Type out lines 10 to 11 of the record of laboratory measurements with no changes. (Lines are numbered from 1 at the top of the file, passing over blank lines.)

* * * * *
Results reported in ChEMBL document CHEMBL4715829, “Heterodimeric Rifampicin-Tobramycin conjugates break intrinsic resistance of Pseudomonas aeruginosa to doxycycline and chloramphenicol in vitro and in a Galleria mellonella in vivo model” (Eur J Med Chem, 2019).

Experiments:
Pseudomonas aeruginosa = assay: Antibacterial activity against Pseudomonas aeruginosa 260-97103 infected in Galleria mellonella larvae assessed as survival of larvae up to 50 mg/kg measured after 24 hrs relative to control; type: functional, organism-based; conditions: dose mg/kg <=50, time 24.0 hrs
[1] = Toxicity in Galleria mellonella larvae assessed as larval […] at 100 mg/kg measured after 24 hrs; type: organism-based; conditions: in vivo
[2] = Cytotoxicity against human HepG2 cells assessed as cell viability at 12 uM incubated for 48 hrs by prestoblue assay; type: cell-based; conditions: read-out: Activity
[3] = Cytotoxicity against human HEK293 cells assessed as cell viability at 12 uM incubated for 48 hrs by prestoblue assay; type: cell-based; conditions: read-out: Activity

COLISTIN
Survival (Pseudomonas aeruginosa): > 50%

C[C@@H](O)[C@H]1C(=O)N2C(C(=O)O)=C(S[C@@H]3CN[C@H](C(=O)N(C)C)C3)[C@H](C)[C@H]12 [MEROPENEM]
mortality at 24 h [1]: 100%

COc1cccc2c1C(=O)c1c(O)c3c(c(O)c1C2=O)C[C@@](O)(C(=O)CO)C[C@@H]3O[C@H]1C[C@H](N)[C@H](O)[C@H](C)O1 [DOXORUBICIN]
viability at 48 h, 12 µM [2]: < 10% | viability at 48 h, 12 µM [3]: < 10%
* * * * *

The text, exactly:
mortality at 24 h [1]: 100%

COc1cccc2c1C(=O)c1c(O)c3c(c(O)c1C2=O)C[C@@](O)(C(=O)CO)C[C@@H]3O[C@H]1C[C@H](N)[C@H](O)[C@H](C)O1 [DOXORUBICIN]